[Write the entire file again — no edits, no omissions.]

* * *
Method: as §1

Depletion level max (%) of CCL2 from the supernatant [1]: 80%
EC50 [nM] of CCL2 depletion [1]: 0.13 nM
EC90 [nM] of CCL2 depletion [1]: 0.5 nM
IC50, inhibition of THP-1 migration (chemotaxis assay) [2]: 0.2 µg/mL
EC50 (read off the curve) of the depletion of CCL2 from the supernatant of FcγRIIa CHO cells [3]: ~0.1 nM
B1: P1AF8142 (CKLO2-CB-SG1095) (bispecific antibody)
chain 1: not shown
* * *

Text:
Method: as §1

Depletion level max (%) of CCL2 from the supernatant [1]: 80%
EC50 [nM] of CCL2 depletion [1]: 0.13 nM
EC90 [nM] of CCL2 depletion [1]: 0.5 nM
IC50, inhibition of THP-1 migration (chemotaxis assay) [2]: 0.2 µg/mL
EC50 (read off the curve) of the depletion of CCL2 from the supernatant of FcγRIIa CHO cells [3]: ~0.1 nM
B1: P1AF8142 (CKLO2-CB-SG1095) (bispecific antibody)
chain 1: not shown